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JR Smith on Infamous Finals Blunder vs. Warriors: 'It Was an Honest Mistake'

Tim Daniels@TimDanielsBRFeatured ColumnistSeptember 25, 2018

CLEVELAND, OH - JUNE 06:  JR Smith #5 and LeBron James #23 of the Cleveland Cavaliers react to a call against the Golden State Warriors in the second quarter during Game Three of the 2018 NBA Finals at Quicken Loans Arena on June 6, 2018 in Cleveland, Ohio. NOTE TO USER: User expressly acknowledges and agrees that, by downloading and or using this photograph, User is consenting to the terms and conditions of the Getty Images License Agreement.  (Photo by Jamie Sabau/Getty Images)
Jamie Sabau/Getty Images

Cleveland Cavaliers shooting guard JR Smith said dribbling out the clock after grabbing an offensive rebound in the final seconds of Game 1 during the 2018 NBA Finals against the Golden State Warriors was an "honest mistake."

On Tuesday, Jesse Washington of The Undefeated provided comments from Smith about the error, which led to a social media firestorm when it happened back in May.

"We all make mistakes," he said. "For my teammates to know that and have my back, [Game 1] wasn't that bad. Talked to my coaches, everybody stood behind me 100 percent. The main thing was, OK, granted, you didn't shoot the ball, but what if you ain't get the rebound? Then what? We still would have been in the same situation. I could have shot and missed. Then what?"

Bleacher Report @BleacherReport

JR Smith pulled the biggest JR move at the end of Game 1 and set #NBATwitter on FIRE (➡️ @remymartinus) https://t.co/ZhWhZrZDnl

Smith added, "I've messed up so many times in my life" and noted he's less concerned about his basketball reputation and more about his family at this point in his life, per Washington.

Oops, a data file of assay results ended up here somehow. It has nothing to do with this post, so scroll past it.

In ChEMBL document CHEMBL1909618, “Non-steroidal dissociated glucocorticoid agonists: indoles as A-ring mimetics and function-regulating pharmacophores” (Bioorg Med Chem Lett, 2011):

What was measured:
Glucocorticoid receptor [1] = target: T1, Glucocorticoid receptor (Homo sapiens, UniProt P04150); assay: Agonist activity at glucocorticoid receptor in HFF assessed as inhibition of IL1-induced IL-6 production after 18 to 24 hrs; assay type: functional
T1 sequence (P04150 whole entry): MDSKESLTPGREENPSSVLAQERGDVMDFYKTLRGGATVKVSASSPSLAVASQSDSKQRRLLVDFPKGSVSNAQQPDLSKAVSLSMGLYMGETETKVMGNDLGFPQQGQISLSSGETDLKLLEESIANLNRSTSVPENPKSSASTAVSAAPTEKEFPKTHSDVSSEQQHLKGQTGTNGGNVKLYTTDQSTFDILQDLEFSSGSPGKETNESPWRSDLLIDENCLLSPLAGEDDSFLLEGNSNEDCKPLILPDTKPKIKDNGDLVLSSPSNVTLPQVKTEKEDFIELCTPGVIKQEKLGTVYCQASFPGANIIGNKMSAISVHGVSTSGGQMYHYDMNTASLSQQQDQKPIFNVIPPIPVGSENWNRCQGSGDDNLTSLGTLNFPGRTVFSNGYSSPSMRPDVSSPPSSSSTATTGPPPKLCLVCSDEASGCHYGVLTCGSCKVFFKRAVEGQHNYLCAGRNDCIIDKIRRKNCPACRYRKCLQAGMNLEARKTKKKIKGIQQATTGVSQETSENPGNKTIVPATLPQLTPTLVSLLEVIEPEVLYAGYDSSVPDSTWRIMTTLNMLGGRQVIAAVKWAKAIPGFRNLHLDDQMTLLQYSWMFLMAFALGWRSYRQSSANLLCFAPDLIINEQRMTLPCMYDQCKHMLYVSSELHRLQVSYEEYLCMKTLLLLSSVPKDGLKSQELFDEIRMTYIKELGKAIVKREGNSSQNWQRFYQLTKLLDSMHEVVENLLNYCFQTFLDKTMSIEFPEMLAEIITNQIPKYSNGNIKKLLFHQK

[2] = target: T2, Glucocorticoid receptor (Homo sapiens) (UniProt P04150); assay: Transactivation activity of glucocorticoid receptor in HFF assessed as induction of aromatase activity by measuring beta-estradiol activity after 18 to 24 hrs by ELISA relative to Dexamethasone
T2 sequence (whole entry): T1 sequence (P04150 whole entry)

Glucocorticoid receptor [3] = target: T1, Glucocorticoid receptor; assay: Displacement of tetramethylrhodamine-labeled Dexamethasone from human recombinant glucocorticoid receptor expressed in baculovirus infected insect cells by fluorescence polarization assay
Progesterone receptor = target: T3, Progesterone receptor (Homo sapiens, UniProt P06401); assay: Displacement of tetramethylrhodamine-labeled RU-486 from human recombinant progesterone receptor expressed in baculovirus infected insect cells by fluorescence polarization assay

"For so long in my life it was always basketball, basketball, basketball," he said. "… Now my mindset is be the best family man as possible. Being an athlete don't really matter to me. I mean, I want to be the best athlete I can be, but that's not what I'm focused on. I'm focused on being the best family man I can be. That's the hardest thing."

The 33-year-old New Jersey native struggled throughout the Cavs' entire playoff run. He averaged 8.7 points, 2.7 rebounds and 1.1 assists while shooting 34.8 percent from the field across 22 appearances.

Yet, despite Smith's struggles and his blunder at the end of Game 1, it's hard to argue Cleveland had much of a chance against the star-studded Dubs. Golden State completed the sweep with an average winning margin of 15 points. The LeBron James-led Cavs were no match.

James' free-agent departure to join the Los Angeles Lakers has transformed the Cavaliers from a title contender to potential cellar dweller.

In turn, Smith told Washington he's prepared to transition into a mentor role.

"More than anything, I want to help the younger guys," he said. "More than guys helped me when I was coming up, you know? Help them with managing time. Most often, basketball will take care itself. You got talent, you got skill, that will take care of its own. But, just off the court, you know? Managing time, teaching the rights from wrongs."

Smith and the new-look Cavs kick off the preseason Oct. 2 against the Boston Celtics.

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